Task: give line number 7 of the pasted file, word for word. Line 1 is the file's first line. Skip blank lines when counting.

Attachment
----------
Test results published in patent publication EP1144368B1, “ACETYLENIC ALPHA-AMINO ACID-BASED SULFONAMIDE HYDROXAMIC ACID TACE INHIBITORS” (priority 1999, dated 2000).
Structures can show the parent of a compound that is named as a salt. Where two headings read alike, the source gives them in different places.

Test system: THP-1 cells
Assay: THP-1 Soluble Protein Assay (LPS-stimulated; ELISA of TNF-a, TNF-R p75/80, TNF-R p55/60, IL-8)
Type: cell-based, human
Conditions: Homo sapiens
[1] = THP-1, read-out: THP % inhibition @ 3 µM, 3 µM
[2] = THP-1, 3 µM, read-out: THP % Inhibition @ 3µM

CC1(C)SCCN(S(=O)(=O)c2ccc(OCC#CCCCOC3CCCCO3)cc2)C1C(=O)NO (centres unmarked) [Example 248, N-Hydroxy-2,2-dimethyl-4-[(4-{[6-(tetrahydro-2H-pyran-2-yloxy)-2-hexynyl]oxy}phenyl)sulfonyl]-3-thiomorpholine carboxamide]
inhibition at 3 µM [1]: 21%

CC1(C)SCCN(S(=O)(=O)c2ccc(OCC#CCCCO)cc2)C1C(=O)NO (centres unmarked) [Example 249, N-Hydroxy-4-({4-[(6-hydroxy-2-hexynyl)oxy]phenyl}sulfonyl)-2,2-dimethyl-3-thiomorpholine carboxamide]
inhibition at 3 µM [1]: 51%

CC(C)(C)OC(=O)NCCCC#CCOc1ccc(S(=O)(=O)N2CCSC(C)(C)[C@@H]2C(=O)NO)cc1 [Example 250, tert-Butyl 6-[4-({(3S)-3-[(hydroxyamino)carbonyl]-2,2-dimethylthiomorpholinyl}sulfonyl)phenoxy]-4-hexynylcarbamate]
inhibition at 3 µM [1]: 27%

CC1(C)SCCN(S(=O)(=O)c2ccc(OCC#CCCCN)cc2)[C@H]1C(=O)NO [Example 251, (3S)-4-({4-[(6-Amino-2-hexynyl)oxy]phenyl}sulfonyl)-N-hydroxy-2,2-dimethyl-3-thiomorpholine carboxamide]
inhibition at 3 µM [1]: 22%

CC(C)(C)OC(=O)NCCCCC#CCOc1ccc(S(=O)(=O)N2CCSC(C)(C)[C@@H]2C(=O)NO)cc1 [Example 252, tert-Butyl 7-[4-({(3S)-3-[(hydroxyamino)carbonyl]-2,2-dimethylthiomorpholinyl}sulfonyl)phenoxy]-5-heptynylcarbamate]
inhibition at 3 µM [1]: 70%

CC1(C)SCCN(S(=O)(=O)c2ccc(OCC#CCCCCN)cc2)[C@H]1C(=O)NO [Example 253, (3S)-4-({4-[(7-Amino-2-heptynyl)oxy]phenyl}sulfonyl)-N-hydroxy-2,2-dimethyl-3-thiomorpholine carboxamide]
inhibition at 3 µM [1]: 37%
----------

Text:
[1] = THP-1, read-out: THP % inhibition @ 3 µM, 3 µM